For almost 10 years, educationalists have been experimenting with cell phones, and other mobile technologies – striving to enhance and enrich traditional forms of learning. During this time new processes and approaches have emerged, often distinct from established e-learning.
With the significant adoption of wireless environments, increasingly ‘smarter’ mobile phones and recently the evolution of phone Apps, this emerging area of specialism has become better grounded, more established and now mainstream. European educational institutions have played a leading role in this “mainstreaming”, providing mobile services to thousands of students, and alumni, whilst analysing what now constitutes a productive mobile learning process and environment.
A core part of success is the concept of “anywhere, anytime, and on any device” being the evolving paradigm. Whilst initially focused at a target audience of students, predominately within an age group of 18-23, this extensible model is configured to satisfy a far greater audience with significantly broader demographics. Be they students extending access to learning beyond the classroom, lecture hall or library. Alumni maintaining interest with their chosen subject, and their relationship with the University or institution. Adults formally or informally returning to education as a matter of need, or pure interest, in expanding their knowledge or professional development. Increasingly this facility and capability is required for delivery not just to the individual desktop, or personal laptop, but increasingly to ‘smart’ technology that fits in ones pocket. Ultimately delivery of ‘the right content, to the right people, at the right time’.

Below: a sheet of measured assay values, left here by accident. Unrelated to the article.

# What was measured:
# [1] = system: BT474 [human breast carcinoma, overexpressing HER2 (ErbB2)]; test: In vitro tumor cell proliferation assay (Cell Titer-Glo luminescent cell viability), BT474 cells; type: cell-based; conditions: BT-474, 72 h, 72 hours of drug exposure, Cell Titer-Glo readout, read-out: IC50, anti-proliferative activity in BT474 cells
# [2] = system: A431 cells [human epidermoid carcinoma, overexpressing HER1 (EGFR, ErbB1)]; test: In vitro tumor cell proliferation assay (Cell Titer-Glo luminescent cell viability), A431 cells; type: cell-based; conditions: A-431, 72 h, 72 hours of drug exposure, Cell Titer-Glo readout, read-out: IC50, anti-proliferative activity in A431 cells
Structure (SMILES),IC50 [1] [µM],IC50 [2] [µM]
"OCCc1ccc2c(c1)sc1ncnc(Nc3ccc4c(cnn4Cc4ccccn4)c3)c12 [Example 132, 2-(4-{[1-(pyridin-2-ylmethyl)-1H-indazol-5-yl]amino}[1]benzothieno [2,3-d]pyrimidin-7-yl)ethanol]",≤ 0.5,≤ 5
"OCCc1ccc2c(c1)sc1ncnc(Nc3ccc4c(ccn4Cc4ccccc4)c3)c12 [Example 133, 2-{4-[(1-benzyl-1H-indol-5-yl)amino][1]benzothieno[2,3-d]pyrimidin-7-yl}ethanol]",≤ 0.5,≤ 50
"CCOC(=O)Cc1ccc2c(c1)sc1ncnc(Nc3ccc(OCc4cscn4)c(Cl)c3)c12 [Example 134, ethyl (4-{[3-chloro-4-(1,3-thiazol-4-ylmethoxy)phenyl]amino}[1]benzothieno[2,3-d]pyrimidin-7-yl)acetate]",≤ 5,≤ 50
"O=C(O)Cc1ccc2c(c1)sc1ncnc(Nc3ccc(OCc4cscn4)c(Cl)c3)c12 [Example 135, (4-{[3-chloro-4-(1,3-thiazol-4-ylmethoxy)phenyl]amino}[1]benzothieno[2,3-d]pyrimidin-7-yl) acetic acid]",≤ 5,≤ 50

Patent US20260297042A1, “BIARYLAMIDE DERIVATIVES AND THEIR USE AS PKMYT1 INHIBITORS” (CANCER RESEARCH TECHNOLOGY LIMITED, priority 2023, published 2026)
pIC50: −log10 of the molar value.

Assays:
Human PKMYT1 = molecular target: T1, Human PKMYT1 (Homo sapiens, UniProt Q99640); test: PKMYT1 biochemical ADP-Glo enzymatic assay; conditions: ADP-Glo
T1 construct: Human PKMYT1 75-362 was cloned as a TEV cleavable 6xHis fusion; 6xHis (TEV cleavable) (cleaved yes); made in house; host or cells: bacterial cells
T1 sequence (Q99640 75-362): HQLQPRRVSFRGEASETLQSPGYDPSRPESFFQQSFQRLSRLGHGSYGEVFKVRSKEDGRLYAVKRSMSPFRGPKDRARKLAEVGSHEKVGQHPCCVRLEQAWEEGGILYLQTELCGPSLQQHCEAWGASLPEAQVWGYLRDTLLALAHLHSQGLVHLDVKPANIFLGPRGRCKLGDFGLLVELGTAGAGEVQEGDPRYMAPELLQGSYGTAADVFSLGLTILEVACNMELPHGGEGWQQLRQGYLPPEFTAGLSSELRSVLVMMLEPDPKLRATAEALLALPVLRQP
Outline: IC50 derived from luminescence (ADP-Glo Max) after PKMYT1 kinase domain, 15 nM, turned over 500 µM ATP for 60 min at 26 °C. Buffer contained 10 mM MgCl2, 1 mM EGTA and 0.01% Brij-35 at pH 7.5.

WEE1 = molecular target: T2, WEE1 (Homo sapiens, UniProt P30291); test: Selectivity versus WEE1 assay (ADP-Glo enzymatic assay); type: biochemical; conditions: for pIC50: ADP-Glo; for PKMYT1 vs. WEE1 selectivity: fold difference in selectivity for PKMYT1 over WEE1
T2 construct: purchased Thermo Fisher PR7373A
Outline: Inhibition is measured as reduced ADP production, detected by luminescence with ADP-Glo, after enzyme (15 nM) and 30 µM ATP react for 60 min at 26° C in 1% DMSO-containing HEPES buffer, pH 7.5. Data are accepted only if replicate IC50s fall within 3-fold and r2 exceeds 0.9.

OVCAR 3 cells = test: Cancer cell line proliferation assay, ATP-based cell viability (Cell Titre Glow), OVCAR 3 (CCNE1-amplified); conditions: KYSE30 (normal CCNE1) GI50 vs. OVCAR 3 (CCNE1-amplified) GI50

In wish to share a variety of data aimed at informing the debate on the value and impact of mobile learning channels, data relating to the ‘extensible’ opportunity as demonstrated by The Open University in the United Kingdom. Examples include The University of Oxford collaboration on “Molly” the mobile App project, data from University College London Medical School and ‘evaluation’ primarily through the UK MoleNet project, a major government sponsored mobile/vocational education initiative. (Download research findings on ‘The Impact of Mobile Learning: Examining what it means for teaching and learning’ from http://www.molenet.org.uk/pubs/